BEAUMONT, SOUR LAKE AND WESTERN RAILWAY
BEAUMONT, SOUR LAKE AND WESTERN RAILWAY. The Beaumont, Sour Lake and Western Railway Company was chartered on August 8, 1903, as the Beaumont, Sour Lake and Port Arthur Traction Company; the name was changed on June 30, 1904. R. C. Duff and other financial backers from Columbus, Ohio, and Beaumont, Texas, organized the Traction Company to build an electric line between Port Arthur and Sour Lake. However, as Port Arthur seemed increasingly unlikely to overtake Houston as a major shipping center, and as Sour Lake oilfield production declined, some of the original investors lost heart. Duff nonetheless determined to complete at least part of the venture and retained enough financial support to complete a steam-powered railroad from Beaumont to Sour Lake in 1904. The members of the first board of directors were G. W. Meeker, Duff, Emory J. Smith, William Wiess, T. S. Reed, Hugh E. Smith, J. M. Richards, W. A. Smith, and B. R. Norvell. The renamed railroad amended its charter to allow it to connect Beaumont with Port Arthur, Sour Lake, Batson, and Houston, and to transport freight, passengers, mail and express. Duff sold the line to Benjamin Franklin Yoakum in 1905 at a tremendous profit for the remaining investors. As part of Yoakum's Gulf Coast Lines, the BSL&W was extended from Grayburg to Houston in December 1907 despite high water and the threat of yellow fever along the Trinity River. In 1916 the BSL&W reported passenger earnings of $180,000 and freight earnings of $604,000. The eighty-five-mile line became part of the Missouri Pacificqv system in 1924, but continued to operate as a separate company until merged with the MP on March 1, 1956.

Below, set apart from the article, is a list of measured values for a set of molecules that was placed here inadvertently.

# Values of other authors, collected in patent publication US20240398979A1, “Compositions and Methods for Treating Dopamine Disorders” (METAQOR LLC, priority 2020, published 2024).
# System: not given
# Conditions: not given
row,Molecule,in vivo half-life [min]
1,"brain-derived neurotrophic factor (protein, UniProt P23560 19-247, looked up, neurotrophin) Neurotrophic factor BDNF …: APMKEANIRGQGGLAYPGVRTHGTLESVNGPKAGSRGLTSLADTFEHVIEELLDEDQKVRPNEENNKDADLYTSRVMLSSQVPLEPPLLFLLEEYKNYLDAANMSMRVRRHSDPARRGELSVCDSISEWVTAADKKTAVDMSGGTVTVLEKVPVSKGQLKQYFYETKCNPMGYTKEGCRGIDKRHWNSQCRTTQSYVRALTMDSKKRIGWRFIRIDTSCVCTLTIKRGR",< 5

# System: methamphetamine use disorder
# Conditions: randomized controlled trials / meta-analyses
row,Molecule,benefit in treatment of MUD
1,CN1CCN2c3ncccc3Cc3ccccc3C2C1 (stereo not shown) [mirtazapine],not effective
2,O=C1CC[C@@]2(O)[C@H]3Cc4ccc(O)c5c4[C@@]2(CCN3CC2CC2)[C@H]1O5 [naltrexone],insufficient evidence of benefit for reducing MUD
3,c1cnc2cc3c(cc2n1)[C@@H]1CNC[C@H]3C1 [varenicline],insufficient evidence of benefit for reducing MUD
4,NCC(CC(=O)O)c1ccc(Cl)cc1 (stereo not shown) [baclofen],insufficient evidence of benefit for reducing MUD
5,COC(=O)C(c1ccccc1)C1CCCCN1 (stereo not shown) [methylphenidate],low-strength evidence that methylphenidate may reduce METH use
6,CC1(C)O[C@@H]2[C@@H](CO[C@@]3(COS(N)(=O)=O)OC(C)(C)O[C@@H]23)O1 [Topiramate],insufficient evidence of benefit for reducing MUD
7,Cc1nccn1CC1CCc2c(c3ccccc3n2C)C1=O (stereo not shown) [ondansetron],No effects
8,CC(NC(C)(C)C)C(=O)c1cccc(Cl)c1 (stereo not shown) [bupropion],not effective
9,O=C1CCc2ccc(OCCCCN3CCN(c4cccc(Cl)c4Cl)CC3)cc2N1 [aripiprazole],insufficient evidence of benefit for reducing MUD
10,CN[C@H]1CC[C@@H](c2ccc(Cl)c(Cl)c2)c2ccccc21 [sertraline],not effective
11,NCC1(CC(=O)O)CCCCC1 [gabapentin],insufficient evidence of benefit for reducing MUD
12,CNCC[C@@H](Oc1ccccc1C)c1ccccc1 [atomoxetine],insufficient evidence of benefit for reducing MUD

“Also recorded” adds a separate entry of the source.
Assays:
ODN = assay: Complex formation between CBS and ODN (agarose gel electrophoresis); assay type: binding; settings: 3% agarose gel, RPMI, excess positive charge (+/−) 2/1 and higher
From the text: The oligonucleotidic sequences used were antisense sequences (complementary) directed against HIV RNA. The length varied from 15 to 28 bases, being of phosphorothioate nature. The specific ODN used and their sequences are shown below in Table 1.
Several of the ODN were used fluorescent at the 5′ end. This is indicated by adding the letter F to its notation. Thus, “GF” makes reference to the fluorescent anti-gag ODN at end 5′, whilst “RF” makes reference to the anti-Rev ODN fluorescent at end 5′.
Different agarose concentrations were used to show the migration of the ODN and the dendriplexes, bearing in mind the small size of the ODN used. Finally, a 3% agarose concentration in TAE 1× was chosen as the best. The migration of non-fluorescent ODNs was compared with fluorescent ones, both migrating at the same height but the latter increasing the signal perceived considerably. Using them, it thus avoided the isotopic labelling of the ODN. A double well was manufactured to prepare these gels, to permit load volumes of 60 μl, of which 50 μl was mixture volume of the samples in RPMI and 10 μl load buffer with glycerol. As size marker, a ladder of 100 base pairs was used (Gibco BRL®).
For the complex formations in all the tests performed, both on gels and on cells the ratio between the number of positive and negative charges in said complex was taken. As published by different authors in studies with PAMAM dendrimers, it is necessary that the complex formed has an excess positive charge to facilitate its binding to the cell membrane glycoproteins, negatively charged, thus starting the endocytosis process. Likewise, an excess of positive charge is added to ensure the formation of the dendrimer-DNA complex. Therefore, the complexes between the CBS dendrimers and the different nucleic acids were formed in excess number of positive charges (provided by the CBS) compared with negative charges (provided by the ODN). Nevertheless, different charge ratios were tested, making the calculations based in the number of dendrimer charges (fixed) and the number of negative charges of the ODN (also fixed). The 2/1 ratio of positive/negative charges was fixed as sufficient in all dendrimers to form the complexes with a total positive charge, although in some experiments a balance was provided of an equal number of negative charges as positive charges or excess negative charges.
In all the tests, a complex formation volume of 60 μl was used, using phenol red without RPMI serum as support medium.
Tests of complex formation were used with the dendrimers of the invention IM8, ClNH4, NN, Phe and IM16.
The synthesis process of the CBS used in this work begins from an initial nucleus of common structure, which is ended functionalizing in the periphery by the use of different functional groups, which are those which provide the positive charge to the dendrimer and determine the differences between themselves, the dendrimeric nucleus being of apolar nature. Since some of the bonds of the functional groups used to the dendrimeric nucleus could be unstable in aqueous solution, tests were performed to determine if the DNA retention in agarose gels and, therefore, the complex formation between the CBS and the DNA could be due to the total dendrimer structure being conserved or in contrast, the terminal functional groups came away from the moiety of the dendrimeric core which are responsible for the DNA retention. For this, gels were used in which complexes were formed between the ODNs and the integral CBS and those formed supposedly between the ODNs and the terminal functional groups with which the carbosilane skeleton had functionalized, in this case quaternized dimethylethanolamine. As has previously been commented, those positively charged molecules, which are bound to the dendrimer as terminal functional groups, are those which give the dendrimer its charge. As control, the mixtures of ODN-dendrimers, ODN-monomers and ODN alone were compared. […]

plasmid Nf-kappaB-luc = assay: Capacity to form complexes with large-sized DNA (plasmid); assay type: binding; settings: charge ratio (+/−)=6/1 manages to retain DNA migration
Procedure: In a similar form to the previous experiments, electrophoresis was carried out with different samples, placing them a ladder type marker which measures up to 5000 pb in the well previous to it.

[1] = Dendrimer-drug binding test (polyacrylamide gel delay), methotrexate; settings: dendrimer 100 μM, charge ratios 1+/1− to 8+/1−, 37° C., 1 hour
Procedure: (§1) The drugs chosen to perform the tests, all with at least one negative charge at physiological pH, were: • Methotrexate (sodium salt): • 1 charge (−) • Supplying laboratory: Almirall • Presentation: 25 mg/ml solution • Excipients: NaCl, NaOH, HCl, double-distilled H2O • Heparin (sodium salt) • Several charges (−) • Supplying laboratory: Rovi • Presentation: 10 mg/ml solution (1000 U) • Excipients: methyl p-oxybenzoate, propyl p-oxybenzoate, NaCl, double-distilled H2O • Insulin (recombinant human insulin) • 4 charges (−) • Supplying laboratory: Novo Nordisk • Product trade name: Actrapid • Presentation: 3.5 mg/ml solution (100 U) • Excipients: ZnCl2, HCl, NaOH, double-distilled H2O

The following, adapted from the Chicago Manual of Style, 15th edition, is the preferred citation for this article.Robert Wooster, "BEAUMONT, SOUR LAKE AND WESTERN RAILWAY," Handbook of Texas Online (http://www.tshaonline.org/handbook/online/articles/eqb07), accessed October 23, 2014. Uploaded on June 12, 2010. Published by the Texas State Historical Association.